Music reviewing, I confess, can be pure tedium – pop in the CD, open the liner notes, look at the press kit blurbage . . . yada, yada. You wait for the first track to cue up and you think to yourself, countless many times, “Here we go again,” and you let the music speak as you have before – but fortunately, you sometimes encounter “wonder and beauty” afresh. Such is Diatonis’ Landscape of a Dream.
I found 110% pure meditative relaxation, calm inspiring bliss, and portals to mind-peace. Diatonis, aka Stuart White, offers flowing, warm electronic rivers, sometimes mysteriously distant, sometimes mother’s-womb intimate but always well-crafted ambience. Don’t look for melody or obvious loops or sequences – you will only experience an ever-changing current of deep-mind sonics. Whether cathedral-keyed or space-movie track enigma – Diatonis massages ALL the right ambient hot spots. This is one of my newest “repeat play” favs.
Nearest “sounds like”? Diatonis is mostly himself but on “The River Flowing” a vague echo of Steve Roach is heard. I remembered the final track of Roach’s Empetus, (LP version).
Stand-out Diatonis piece for me was “Ocean of Mercy” and it’s sweet and tender peacefulness – I was even moved to lift my soul-voice to the King of Heaven during one listen. Now that’s music for the spirit!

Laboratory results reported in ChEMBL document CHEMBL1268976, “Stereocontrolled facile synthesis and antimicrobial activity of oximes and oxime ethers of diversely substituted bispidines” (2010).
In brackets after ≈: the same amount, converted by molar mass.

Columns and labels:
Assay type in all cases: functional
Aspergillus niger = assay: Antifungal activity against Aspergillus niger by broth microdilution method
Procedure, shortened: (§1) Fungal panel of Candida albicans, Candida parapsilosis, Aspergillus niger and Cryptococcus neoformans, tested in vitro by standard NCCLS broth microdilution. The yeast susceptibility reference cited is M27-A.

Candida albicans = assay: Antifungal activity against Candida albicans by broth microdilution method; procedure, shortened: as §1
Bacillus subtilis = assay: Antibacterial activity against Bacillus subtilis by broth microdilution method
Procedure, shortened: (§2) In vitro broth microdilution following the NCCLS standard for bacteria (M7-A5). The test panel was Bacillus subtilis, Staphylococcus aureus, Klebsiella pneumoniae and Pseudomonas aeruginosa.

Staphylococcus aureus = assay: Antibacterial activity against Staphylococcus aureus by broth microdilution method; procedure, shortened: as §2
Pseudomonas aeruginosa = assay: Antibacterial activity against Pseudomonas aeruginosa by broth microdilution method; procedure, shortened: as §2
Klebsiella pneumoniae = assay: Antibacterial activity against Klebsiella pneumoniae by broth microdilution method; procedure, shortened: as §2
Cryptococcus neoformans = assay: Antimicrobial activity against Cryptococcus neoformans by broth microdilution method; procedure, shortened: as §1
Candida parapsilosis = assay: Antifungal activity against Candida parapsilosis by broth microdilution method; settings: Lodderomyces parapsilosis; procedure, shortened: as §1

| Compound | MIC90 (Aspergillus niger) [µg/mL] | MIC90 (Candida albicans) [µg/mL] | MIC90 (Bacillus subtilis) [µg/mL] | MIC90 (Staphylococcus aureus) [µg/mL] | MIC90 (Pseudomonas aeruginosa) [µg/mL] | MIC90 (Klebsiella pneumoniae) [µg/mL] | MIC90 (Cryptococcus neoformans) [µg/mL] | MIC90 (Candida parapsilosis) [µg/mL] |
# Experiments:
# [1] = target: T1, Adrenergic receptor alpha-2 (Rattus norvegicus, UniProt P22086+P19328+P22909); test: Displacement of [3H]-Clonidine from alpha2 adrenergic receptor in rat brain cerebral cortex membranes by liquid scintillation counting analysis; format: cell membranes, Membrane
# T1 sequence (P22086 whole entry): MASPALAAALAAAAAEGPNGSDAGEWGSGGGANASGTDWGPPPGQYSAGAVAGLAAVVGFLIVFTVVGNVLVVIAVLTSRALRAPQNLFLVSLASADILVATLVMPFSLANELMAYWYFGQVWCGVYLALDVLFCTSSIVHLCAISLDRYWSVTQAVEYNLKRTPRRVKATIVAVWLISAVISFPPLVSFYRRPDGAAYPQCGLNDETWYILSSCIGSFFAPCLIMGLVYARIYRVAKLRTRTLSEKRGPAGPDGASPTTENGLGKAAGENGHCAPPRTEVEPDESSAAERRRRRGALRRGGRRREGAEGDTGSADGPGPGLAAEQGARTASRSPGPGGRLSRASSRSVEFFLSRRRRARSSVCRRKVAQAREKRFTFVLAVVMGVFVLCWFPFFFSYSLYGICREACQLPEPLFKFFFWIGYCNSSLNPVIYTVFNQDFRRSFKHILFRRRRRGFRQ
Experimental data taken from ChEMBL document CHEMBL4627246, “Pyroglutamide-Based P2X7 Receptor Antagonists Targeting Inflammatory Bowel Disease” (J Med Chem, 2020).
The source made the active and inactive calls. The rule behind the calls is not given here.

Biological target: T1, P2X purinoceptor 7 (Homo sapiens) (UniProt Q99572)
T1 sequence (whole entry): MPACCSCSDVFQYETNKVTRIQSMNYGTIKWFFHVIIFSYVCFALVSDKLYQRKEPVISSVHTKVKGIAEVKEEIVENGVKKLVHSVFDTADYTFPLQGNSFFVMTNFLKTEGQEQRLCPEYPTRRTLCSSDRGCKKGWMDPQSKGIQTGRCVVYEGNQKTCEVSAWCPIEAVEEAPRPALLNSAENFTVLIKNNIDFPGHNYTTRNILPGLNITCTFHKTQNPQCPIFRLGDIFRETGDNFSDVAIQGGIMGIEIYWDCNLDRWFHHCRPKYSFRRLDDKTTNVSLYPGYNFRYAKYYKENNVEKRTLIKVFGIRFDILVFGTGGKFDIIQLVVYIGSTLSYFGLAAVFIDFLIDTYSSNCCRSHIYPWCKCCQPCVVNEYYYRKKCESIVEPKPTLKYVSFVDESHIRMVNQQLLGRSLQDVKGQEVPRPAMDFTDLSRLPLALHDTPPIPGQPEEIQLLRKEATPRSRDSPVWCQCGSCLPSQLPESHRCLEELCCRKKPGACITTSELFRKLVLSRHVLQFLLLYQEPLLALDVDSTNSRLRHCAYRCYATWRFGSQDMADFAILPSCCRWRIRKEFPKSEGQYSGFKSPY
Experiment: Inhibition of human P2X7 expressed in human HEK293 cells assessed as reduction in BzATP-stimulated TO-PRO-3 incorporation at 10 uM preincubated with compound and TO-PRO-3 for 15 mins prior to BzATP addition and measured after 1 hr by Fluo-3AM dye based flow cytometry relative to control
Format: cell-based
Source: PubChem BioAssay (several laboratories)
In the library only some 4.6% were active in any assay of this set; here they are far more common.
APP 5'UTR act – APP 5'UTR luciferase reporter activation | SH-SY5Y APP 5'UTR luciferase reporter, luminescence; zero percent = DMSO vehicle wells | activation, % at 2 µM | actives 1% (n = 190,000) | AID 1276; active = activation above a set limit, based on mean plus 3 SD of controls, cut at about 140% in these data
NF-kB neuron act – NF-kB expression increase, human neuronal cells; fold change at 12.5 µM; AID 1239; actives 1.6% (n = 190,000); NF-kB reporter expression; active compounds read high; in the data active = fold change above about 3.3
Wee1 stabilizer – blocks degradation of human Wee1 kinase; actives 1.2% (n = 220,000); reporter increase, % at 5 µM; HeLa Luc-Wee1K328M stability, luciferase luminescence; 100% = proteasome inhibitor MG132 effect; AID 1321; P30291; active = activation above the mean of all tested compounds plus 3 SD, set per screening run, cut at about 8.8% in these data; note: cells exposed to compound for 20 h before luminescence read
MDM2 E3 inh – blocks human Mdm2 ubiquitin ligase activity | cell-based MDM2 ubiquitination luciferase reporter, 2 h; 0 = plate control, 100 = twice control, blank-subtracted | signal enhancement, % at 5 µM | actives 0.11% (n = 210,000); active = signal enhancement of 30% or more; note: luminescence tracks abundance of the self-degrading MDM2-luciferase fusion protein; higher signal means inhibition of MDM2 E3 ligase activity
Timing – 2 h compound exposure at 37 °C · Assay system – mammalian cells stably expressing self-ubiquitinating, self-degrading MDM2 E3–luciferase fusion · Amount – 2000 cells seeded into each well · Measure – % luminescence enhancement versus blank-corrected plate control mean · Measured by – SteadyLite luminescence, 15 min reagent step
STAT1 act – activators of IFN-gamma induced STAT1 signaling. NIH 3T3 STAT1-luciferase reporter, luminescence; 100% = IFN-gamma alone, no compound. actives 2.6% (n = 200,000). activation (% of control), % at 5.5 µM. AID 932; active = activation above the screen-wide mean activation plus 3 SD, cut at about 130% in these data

I've always loved jazz ...my mother was a classical pianist and my aunt was a blues singer, who was managed by Clarence Williams (Bessie Smith's producer). As a young boy, they introduced me to people like Louis Armstrong, Sarah Vaughan, and Jimmy Smith
I've always loved jazz ...my mother was a classical pianist and my aunt was a blues singer, who was managed by Clarence Williams (Bessie Smith's producer). As a young boy, they introduced me to people like Louis Armstrong, Sarah Vaughan, and Jimmy Smith. We hung out at my Aunt Kate's Soul Food restaurant in Harlem after the matinees at the Apollo where I listened to their stories. I knew I wanted to be a jazz musician from then on. My mother wanted me to play piano, but my Aunt bought me a guitar. I've been playing ever since.
At my mother's early prompting, I first sang Blue Velvet at my Catholic elementary school...and all the nuns came running in and asked me to sing again, so I knew I must have sounded pretty good. I've been singing ever since.
I met Tony Bennett in Miami and he inspired me to return to New York. He was a great mentor.
The best show I ever attended is mpossible to say, I've seen so many great shows. From Tony Bennett to Pat Martino, Return to Forever to Weather Report...I've seen some great performances.
My advice to new listeners is don't let jazz intimidate you, the music has something for every listener and it is our American gift to the world.